Small child with father

5 Ways to Choose Honor as a Child of Divorce

Daniah Greenberg Torah Portions Leave a Comment

After the holiday season, I know a lot of people are dealing with the after effects of spending time with their families. For those of us in ministry, we know that the month of January is usually one of the hardest. So we end up doing a lot of “triage” during this season. But I wanted to share some thoughts that might be more like preventative maintenance than emergency surgery.

In this week’s Torah portion, the Children of Israel have approached Mount Sinai and are encountering the God of their forefathers for the first time in 400 years.  

I love to think about what God’s voice from Heaven sounded like when Moses was commanded to ask the newly freed Hebrew slaves of Egypt to approach Him at the mountain of Sinai – this week’s story during the yearly Torah reading cycle.  The reason this idea captivates me is because I think about how much they had been through: waiting so long, surviving the plagues, leaving their homes, chased down by Pharoah’s chariots. Now their“new” leader is introducing them to the God they chose to follow.  That’s right!  They chose Him – just like when we choose to leave our old life and follow our beloved rabbi of all rabbis – Yeshua, the Messiah.

God’s thunderous voice from Heaven shook them to the core. We can tell because Scripture say that they fell on their faces before him. Although I’ve never heard God’s thunderous voice myself, I understand that experience.  How?  Because I remember what it felt like to have my parent’s voice shake me when they would demand my obedience, because they were my ultimate authority as a child.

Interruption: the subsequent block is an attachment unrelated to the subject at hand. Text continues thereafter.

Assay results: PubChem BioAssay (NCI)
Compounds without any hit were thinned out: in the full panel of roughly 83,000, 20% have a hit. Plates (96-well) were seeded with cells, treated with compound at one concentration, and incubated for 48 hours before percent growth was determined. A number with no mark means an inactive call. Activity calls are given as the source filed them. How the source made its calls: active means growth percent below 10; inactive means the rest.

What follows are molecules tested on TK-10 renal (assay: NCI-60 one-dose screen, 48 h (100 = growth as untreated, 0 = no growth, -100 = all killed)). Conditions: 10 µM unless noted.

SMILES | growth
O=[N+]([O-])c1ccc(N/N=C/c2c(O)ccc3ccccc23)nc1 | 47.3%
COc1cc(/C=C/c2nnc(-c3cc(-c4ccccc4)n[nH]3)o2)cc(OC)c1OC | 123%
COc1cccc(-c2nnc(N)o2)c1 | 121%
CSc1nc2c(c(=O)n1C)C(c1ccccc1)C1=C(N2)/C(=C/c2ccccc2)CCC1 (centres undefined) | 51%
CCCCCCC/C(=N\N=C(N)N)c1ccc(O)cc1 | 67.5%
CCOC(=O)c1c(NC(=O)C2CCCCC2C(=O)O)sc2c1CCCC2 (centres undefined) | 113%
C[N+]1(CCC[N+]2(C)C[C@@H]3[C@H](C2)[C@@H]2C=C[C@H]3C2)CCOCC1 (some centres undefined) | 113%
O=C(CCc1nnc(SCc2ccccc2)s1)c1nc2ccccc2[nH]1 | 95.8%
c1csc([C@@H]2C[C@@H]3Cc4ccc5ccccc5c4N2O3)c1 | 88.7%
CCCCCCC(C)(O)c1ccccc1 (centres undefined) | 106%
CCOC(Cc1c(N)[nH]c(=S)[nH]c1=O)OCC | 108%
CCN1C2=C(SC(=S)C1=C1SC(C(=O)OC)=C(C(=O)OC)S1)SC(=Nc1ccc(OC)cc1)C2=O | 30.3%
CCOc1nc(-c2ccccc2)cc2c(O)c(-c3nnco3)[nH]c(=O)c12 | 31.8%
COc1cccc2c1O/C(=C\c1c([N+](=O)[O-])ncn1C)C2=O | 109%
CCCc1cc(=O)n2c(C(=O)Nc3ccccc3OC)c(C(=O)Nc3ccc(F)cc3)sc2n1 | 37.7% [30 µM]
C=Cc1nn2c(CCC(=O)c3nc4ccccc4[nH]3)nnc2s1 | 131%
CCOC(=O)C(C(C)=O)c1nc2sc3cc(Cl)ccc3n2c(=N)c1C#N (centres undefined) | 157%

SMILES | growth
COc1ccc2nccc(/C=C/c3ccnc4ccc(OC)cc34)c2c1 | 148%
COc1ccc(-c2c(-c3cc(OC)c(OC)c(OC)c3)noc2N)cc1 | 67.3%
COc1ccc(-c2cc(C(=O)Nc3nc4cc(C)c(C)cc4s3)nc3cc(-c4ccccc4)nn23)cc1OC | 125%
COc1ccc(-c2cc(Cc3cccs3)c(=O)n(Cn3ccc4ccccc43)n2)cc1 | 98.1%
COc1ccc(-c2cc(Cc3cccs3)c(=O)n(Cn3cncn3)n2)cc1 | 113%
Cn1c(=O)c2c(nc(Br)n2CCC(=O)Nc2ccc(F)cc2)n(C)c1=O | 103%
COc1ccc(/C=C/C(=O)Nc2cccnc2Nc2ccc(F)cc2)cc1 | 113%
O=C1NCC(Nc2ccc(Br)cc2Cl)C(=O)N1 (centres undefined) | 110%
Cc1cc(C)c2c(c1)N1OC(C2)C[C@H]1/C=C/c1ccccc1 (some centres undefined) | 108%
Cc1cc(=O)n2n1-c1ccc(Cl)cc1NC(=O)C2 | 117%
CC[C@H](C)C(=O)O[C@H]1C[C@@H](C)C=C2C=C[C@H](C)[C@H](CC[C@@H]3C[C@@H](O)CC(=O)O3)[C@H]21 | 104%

Mistakes Made

I’m not sure how old I was when I began to notice my parents’ frailties, their humanity, but I know that they lost their moral authority when they divorced and put me in the middle of their emotional battle. They were both hurting so badly, they loved each other but just could not make it work.  Drug addiction and alcoholism were at the root of their pain, but as a child I don’t know that.  I only knew that they were mad, and I was sad. Somehow, I felt forced to pick sides and keep secrets and divide my heart in two.

It is so very hard to stay married.  There are so many times when the idea of divorce seems like a solution.  And I am by no means saying an easy solution.  People divorce because of pain, real or imagined, managed or ignored.  My heart is so tender toward divorced people because it’s like an emotional car accident in the middle of your life and just surviving it is tough enough. But the aftermath – especially for the children – is like crossing a minefield.  Why? Because the commandment to honor your parents is STILL IN FORCE, even after divorce.

Mistakes Avoided

Here are 5 ways you can honor your parents and avoid compounding the trauma:  

  • First off, don’t listen to them complain about one another. It dishonors them both.  
  • Second, let them heal without feeling responsible to make them heal.  This was their decision, they need help from family and friends other than you to verbally process their pain.  
  • Third, trust God that He created you through them, knowingly or unknowingly, as the fruit of His love for them.  God can still bring limitless joy into their lives though you and help them rebuild their future in ways that will surprise and delight you.